This year, my son is taking an Astronomy class at a three-week summer program. It’s intense – they are doing some tough stuff during these three weeks. My son loves it.
On the first day, he was so excited to tell me that the teacher told them to USE their camera on their cell phones/iPods!! The teacher told them to take pictures of the activities they do in class. Wow. He gets it!!
The kids are going to use the pictures to create a slide show for the Open House night on the second-to-last day of camp. I think this is brilliant. Instead of the teacher taking all the pictures, let the kids! That way you see the class through their eyes – not the teachers. The kids have a task, a responsibility.
The teacher also encouraged the kids to show their parents the pictures. So my son does. It’s been a great way to get past the “What did you do today. Nothing.” conversation. Instead, I ask him to show me the pictures he took that day. We’ve had some great conversations, he’s talked a ton more than he would otherwise, and I’ve learned something. It would have been much harder to explain some of what they did without the pictures.
So, besides learning incredible stuff about astronomy, the kids are also learning digital citizenship, and 21st century skills such as communication and collaboration. In addition, they are using visual media to communicate – and since over 60% of this generation are visual learners, this fits right in.
So, thank you, Mr. Bullard. You get it.
Blog post by Heather Wolpert-Gawron about what her students find engaging. This would be a great step for any teacher to take.
Recently had an excellent conversation with the principal of a local high school that is just starting to look at technology integration. We discussed how it is really about teaching and learning differently, not about technology. We discussed doing a survey of students about the technology they have available.
This would another great step to take. What do the kids think would be engaging?
Activities in our house revolve around theater and music. There’s always a play rehearsal, choir practice, voice lesson, dance class, etc., on our schedules.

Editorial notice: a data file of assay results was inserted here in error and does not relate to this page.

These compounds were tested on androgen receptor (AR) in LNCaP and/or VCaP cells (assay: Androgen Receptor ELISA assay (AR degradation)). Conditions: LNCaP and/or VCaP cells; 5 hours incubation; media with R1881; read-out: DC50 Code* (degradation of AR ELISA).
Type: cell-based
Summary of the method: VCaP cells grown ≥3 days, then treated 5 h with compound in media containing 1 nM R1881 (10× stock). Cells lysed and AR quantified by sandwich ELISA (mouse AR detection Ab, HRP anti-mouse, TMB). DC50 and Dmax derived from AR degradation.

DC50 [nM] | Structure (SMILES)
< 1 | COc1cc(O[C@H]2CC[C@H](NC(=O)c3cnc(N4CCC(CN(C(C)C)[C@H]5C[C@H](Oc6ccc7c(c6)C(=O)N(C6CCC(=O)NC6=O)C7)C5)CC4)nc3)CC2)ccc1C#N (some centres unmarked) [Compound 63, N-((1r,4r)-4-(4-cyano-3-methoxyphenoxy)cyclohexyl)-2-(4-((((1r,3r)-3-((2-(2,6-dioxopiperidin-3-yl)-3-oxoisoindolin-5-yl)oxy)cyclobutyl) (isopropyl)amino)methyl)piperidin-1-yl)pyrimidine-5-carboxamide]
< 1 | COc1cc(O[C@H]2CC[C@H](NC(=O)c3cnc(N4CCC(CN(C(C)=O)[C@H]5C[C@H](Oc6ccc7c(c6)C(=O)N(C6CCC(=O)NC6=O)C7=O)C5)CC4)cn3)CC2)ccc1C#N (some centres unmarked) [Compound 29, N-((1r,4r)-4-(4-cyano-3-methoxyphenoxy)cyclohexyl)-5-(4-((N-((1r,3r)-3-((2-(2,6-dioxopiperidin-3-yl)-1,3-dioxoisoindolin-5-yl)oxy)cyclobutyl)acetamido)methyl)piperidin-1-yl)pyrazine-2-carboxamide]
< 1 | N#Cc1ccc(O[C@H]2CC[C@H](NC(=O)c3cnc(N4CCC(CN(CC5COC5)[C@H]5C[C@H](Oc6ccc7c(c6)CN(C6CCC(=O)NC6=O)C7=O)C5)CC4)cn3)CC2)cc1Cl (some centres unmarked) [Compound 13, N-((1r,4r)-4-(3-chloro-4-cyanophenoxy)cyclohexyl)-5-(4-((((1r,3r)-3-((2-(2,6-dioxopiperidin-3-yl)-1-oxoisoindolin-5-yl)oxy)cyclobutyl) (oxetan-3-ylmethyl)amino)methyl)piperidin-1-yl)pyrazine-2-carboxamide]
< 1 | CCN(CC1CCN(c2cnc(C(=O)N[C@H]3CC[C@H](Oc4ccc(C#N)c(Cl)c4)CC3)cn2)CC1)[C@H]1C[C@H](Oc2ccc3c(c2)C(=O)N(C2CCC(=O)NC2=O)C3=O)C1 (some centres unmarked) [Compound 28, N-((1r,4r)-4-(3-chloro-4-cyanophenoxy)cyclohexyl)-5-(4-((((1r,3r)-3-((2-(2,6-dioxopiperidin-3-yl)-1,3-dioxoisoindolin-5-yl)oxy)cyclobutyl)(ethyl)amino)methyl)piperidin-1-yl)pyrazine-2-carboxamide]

A current project for our family revolves around an opera about Lois Lowry’s book, The Giver. The Minnesota Opera and the Kansas City Opera commissioned an opera written for young voices. It’s an ambitious project. The content isn’t easy, nor is the music.
How does this relate to anything techie? The Minnesota Opera is currently doing fundraising for the project. Besides the regular types of fundraising, they are using a newish tool called Kickstarter. Kickstarter is an amazing idea that makes use of social media and grass roots efforts. The point of Kickstarter is to raise a large sum of money by reaching out to people – often people not included in major fundraising efforts. This money will be raised through donations of $10, $25 and $50. The project is spread on social media – via Facebook, word of mouth, etc. The hope is to have projects go viral so lots of people pitch in money for great projects. (Here’s the Opera’s Kickstarter project. Kick in a few bucks!)
This project even demonstrates the power of visual storytelling. Check out a few of the videos – you get to hear the voices of the kids, the director, the composer, and more. The images, the voices, the music. These all tell the story in a way not possible in just words. To top it off, kids did much of the editing and storyboarding of these videos! (They’re really good, too!)
Just ran across this video produced by a group of middle schoolers. I particularly like the part where they say,
- Let me show you
- Let me sing it
- Let me create it
- Let me record it
- Let me program
It’s worth the 6 minutes. HT Scott McCleod